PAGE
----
The mean values of , and fb obtained for each test condition are listed in Table 5. Also included in this table is the failure mode for each specimen (values in brackets represent the number of specimens). As shown in Table 5, the soil-geosynthetic pullout interaction coefficients ranged from 0.25 to 0.61. Under similar conditions, the geogrid exhibited higher pullout interaction coefficients, followed by the geocomposite reinforcement (test T1–T4 and T5–T8, respectively). It is noteworthy that for dense soil (tests T2, T4, and T8), the failure of the geogrid and the geocomposite occurred due to their internal breakage, and thus the coefficients of interaction provided in Table 5 represent a lower bound for fb.
A wide range of pullout interaction coefficients can be found in the literature. However, it is important to bear in mind that the pullout interaction coefficient depends on the shear strength of the surrounding soil, the friction between the soil and the geosynthetic, the percent open area, the ratio between the soil grain size and the geogrid aperture, the strength of the junctions, among other factors. For instance, Hsieh et al. (2011) reported values of the pullout interaction coefficient ranging from 0.18 to 1.25 from pullout tests of geosynthetics inserted in different granular soils. Pullout interaction coefficients varying from 0.44 to 1.04 were reported by Mohiuddin (2003) for different geosynthetics embedded in a cohesive soil. Vieira et al. (2016) presented values ranging from 0.58 to 0.63 for geogrids embedded in a recycled construction and demolition material.
Comparing the values of the pullout interaction coefficient achieved in the present study with those reported in the literature, it is possible to conclude that the upper bound of the range is generally lower. This may be due to the occurrence of geosynthetic tensile failure (breakage of the material in tension) when the specimens were embedded in dense soil.
Tables 4, 5 indicate that when the geosynthetics underwent tensile failure under pullout loading conditions, the measured peak pullout force was lower than the corresponding tensile strength obtained through in-isolation tensile tests (Table 2). This finding is in agreement with some previous related studies (Lopes and Ladeira, 1996a; Ferreira et al., 2016b; Vieira et al., 2016). It should be noted that in the pullout test the geosynthetic specimen is in contact with compacted soil and under a prescribed normal stress. In contrast, in the tensile test the specimen is tested under unconfined conditions. Furthermore, in the current study, the tensile and pullout tests were performed under different displacement rates. The displacement rates imposed in the tensile (20%/min) and pullout tests (2 mm/min) followed the recommendations of the European Standards EN ISO 10319:2008 (CEN, 2008) and EN 13738:2004 (CEN, 2004), respectively. Therefore, the comparatively lower forces reached in the pullout tests where reinforcement tensile failure occurred may be associated with the different test conditions, as well as some damage induced by the soil on the geosynthetic specimens.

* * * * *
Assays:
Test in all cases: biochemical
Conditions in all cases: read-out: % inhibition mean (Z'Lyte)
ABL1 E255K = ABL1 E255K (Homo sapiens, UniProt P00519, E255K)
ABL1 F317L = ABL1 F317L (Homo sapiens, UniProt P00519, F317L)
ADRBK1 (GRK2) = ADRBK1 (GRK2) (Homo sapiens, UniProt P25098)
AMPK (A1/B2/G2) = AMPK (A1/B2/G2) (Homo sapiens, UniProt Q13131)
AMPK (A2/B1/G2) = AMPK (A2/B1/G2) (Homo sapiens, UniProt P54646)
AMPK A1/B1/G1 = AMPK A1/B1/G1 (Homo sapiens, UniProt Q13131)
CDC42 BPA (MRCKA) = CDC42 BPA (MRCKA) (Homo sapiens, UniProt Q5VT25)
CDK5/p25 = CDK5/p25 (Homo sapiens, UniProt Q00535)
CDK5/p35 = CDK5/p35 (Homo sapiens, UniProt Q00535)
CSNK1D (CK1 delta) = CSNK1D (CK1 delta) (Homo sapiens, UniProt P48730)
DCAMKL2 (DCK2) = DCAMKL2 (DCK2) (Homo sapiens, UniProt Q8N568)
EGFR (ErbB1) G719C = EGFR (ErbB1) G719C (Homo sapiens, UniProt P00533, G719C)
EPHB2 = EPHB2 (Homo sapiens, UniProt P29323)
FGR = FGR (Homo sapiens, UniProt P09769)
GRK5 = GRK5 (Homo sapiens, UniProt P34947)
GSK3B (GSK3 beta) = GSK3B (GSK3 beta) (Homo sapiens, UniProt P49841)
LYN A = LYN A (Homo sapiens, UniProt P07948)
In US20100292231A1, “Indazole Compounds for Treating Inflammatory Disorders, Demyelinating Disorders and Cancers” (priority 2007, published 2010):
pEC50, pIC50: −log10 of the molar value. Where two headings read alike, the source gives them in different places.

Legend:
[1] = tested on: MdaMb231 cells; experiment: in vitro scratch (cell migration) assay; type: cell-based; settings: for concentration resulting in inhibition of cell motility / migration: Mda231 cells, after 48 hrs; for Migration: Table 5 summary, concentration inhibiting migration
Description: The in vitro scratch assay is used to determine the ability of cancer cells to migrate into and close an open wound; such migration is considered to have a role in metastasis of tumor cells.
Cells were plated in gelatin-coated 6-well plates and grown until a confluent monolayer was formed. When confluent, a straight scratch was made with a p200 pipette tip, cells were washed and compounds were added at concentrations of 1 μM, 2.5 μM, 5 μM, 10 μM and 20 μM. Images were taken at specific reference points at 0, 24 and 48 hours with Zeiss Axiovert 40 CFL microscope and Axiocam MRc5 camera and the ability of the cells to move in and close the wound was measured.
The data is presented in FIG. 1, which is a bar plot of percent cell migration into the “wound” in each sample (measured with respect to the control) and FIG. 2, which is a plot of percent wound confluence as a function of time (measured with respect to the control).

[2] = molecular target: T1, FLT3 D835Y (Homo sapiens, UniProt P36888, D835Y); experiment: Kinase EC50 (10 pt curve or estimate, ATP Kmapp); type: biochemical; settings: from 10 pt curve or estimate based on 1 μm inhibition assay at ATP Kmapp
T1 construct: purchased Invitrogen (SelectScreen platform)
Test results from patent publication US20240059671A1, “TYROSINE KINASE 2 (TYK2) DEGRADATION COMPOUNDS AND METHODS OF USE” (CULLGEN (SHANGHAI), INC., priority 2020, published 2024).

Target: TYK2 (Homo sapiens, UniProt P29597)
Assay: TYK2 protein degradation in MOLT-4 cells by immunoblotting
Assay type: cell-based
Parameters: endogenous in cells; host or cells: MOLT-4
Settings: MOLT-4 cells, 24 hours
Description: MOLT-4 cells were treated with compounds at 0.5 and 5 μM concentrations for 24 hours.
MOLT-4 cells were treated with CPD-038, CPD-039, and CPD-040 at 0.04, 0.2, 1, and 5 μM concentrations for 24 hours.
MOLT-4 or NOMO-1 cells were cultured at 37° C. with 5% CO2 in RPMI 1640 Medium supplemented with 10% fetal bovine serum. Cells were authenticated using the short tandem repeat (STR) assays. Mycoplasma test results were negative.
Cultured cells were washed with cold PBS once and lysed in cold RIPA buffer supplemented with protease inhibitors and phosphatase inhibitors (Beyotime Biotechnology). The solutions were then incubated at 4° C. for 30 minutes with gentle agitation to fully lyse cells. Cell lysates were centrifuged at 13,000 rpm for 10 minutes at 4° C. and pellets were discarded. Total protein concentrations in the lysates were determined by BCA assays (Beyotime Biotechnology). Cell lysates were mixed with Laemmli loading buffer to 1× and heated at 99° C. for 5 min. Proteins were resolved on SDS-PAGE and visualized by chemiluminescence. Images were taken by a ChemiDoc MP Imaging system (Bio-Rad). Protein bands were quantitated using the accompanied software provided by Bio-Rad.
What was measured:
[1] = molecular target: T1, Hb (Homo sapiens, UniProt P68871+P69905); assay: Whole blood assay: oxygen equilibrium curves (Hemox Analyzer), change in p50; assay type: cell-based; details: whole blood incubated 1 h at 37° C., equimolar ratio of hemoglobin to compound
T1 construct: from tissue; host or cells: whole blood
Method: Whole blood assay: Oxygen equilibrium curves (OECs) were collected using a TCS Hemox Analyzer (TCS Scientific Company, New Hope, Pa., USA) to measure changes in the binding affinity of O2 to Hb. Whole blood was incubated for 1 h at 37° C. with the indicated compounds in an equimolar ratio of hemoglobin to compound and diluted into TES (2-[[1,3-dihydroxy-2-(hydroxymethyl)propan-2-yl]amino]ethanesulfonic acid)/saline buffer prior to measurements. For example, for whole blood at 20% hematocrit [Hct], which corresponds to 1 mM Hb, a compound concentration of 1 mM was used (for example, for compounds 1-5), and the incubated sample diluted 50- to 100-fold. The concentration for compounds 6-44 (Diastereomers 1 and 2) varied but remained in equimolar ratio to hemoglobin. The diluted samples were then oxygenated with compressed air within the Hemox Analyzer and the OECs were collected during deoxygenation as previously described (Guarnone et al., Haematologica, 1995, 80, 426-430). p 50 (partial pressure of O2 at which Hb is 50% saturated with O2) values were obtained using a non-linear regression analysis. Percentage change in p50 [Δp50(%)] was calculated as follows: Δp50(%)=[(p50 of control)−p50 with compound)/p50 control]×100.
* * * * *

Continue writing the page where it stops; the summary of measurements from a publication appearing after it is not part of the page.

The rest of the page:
It is interesting to point out that the highest pullout resistance was attained for the GGR interface, followed by the GCR and then the GTX (Table 4), whereas the corresponding tensile strength values (Table 2) followed the reverse trend. This is partly attributed to the interaction mechanisms developed under pullout loading conditions. As stated earlier, in the case of the geogrid, the pullout resistance is composed of frictional resistance (skin friction on the surface of the geogrid longitudinal and transverse ribs) and bearing resistance mobilized against the transverse members. For geotextiles, only the frictional resistance contributes to the overall pullout capacity. Hence, due to the relevance of the passive resistance mobilized under pullout conditions, the geogrid (GGR) presented higher pullout resistance than the remaining geosynthetics (GCR and GTX), despite the comparatively lower tensile strength. Regarding the comparison of results for the GCR and the GTX, this occurrence may be related to the higher extensibility of the geotextile (GTX). Although the ultimate tensile strength of the GTX exceeded that of the GCR, it was achieved at a substantially higher elongation. In fact, the GCR exhibited higher stiffness than the GTX both in the tensile and pullout tests carried out in this study.